More Than 1 Thousand Acres Of Esselen Ancestral Land Returned To Tribe
LULU GARCIA-NAVARRO, HOST:
The Esselen Tribe of Big Sur, Calif., numbered perhaps only a thousand people when Spanish missionaries arrived in the 1700s. They were sent to missions to be converted, where most perished from disease. And it seemed then that their land, all of which was taken, was lost to them forever. But in a deal that's been in the works for a year, more than a thousand acres of the Esselens' ancestral territory has now been returned to the remaining members. Tom Little Bear Nason is the chairman of the Esselen Tribe, and he joins us now. Good morning.
TOM LITTLE BEAR NASON: Good morning. How are you, Lulu?
GARCIA-NAVARRO: I'm very well. Congratulations.
NASON: Thank you. We are so honored to be recipients of this land.
GARCIA-NAVARRO: Your tribe was removed from this land centuries ago. What does it mean to regain ownership?
NASON: Words cannot explain what we feel from this. It's from our soul, from our heart, from our being. We are so elated and so honored to be the recipients of our ancestral home. And, you know, it couldn't be a more better spot for us to get - more sacred spot than this land.
GARCIA-NAVARRO: Yeah, because the exact land is home to your 8,000-year-old origin story.
NASON: That's correct. You know, the whole origin story started right there on this land, on the sacred mountain called Pico Blanco, also known as Pitchi in our language. And it is the basis of our whole lives, the center of our universe.
GARCIA-NAVARRO: You've been fighting to get this land back for decades. Tell us how this deal came about.
NASON: Over 30 years ago, in 1991, the - Mr. Axel Adler, who was this man from Sweden who came over and had been amassing large tracts of lands on old homesteads and put this back together in one large ranch. And we - he wanted to - back in 1992, to give it back to the native Indigenous peoples of the land. So it's taken us that long to get this land.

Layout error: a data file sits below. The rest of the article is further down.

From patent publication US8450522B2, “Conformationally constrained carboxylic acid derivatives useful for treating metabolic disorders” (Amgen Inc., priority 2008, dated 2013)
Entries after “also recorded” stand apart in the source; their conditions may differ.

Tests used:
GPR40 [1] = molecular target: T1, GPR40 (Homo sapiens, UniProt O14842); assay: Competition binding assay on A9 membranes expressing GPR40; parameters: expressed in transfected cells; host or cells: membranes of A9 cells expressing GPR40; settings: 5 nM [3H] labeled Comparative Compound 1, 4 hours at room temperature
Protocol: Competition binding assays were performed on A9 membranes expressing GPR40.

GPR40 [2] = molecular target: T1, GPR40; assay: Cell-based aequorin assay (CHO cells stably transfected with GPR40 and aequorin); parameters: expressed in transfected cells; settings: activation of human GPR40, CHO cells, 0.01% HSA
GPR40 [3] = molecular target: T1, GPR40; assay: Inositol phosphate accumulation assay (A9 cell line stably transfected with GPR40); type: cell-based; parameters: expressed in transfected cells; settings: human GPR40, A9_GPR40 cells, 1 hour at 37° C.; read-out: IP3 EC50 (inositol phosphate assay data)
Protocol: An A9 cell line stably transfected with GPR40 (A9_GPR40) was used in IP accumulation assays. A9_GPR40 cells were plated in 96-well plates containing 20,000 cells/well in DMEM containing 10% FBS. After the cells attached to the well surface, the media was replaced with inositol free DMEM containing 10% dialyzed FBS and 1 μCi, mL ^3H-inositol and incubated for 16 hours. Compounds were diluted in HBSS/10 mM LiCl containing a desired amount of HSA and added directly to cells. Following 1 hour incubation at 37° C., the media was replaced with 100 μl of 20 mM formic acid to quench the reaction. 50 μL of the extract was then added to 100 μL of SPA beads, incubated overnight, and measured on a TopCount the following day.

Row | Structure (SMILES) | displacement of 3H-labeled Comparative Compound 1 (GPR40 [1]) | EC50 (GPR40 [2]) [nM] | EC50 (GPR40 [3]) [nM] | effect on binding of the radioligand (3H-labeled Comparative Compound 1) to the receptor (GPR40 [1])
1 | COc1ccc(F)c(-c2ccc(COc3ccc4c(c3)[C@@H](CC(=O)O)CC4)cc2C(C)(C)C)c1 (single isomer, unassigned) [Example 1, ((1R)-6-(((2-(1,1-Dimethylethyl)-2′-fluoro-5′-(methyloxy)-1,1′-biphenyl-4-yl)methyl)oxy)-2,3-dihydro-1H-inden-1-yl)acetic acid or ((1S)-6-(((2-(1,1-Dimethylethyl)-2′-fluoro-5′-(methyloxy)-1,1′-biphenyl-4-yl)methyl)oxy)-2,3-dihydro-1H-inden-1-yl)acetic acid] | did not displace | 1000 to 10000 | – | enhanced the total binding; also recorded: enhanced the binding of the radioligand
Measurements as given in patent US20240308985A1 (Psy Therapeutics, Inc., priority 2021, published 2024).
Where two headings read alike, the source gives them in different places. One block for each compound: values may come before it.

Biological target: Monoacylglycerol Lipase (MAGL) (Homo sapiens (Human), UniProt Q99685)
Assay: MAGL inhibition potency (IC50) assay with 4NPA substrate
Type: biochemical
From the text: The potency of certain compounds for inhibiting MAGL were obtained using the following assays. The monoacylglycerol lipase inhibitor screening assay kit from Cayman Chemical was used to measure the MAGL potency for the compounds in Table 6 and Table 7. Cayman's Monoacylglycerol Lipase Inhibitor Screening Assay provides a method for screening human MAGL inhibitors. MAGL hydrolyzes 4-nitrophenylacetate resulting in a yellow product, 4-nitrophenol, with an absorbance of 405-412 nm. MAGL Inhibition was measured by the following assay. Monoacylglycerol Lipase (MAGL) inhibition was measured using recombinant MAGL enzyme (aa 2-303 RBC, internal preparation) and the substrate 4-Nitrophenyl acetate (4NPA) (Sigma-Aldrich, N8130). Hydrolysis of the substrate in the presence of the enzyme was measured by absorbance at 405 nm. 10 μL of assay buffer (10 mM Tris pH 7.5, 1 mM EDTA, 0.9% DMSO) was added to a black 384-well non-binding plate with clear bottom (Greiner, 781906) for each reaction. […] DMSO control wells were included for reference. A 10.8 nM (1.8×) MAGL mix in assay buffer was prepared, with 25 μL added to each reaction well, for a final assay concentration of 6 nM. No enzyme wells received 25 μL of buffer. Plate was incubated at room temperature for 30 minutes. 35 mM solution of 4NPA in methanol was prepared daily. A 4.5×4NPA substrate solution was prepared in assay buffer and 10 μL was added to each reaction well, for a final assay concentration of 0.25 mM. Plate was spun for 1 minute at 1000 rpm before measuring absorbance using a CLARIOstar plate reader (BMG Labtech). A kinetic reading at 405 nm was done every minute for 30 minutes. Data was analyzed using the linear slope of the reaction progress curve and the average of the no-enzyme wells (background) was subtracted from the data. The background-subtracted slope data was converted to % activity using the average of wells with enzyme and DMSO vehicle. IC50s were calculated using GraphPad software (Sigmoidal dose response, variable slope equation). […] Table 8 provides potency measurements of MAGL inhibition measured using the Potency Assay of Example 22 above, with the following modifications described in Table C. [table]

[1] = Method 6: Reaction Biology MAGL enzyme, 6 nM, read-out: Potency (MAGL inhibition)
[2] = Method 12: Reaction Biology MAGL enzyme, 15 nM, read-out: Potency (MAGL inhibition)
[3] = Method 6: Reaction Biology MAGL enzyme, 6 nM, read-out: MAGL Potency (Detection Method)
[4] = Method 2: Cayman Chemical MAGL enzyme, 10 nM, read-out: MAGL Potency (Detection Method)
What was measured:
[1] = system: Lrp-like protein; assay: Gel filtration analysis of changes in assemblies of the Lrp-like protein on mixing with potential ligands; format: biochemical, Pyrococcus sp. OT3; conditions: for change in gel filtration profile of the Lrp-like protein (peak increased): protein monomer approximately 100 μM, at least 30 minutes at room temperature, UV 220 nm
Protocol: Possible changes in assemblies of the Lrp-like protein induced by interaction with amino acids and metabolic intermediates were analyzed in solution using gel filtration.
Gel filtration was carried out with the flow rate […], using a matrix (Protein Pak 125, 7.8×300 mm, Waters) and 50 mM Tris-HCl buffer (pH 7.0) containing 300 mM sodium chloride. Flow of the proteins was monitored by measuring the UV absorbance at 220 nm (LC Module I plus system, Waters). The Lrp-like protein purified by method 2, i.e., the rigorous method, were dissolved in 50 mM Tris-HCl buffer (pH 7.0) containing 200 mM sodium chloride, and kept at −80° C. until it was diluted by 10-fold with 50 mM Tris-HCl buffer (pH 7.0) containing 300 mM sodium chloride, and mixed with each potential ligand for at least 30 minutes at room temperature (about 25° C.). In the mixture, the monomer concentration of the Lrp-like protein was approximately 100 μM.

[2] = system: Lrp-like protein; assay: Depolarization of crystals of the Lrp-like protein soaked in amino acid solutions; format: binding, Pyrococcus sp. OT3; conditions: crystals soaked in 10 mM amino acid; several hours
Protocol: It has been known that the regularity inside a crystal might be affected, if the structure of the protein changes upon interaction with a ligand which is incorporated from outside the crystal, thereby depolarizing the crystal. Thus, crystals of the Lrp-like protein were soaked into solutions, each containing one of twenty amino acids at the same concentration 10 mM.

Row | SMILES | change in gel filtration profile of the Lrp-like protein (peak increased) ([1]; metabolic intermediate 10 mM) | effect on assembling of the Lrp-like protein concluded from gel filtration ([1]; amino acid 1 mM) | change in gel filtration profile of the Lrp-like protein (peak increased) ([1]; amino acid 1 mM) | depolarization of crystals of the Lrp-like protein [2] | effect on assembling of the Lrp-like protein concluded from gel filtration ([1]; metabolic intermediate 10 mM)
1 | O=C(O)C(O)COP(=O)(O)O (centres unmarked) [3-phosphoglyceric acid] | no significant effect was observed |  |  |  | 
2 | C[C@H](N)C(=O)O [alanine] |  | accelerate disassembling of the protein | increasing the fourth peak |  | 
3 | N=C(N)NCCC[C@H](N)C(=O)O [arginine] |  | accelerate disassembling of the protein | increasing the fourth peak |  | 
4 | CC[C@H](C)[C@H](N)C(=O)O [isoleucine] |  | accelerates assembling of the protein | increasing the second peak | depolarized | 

GARCIA-NAVARRO: You are not recognized as a tribe by the federal government. If you had been, that would have given you certain benefits. But you've fought against that recognition, in particular around this deal. Can you explain why?
NASON: Yes. The reason why is that if you were a recognized tribe - if we were a recognized tribe by the federal government - this land would become property of the United States government via - the Department of Interior would own the land, and then they would give it back to us as a trust. But we would never have actual complete ownership. That was a big problem for us.
GARCIA-NAVARRO: And you just didn't trust the federal government just to be a good steward?
NASON: When we were taken from our land, our language was taken from us. We were separated from our wives and our children and our grandchildren. Families were separated, put in different missions - because there were over three missions in this area. So their whole motive was to be able to separate these families, break our cultures and our traditions and basically convert us from heathen to humans - is what they said. And with that, you know, many of our people died off from disease, from smallpox. We just didn't have the immunity.
So by - within five to 10 years, pretty much most of our people were gone. Only a handful remained. So under the governor and under the state of California and acting as a nonprofit, we are able to, you know, get this land and get it back in our name. And this land is forever preserved. It's forever ours. You know, we're not developing the land in any way. We're not building a casino. We are just, like I said, not into the federal recognition because of the things that come along with it.
GARCIA-NAVARRO: You've said that your tribe will share this land with other local tribes that were also nearly wiped out during the mission era. Why did you feel it was important to do that?
NASON: We feel it's very important to share the land with other Indigenous - our cousins, our relatives - because they, too, are landless. They, too, don't have a place to call home, a place to repatriate. One of the most important things that we are doing with this land is we're going to be able to repatriate our ancestors that are held in museums and in universities and in vaults. We're getting those out through the Native American Graves Protection Act, which requires universities and museums to give back any human remains or any funerary items back to the land. So this land gives us a place where we can put our ancestors in their final resting point where they won't be disturbed.
GARCIA-NAVARRO: Tom Little Bear Nason, tribal chairman of the Esselen Tribe, thank you very much.
NASON: Thank you very much - appreciate it. Transcript provided by NPR, Copyright NPR.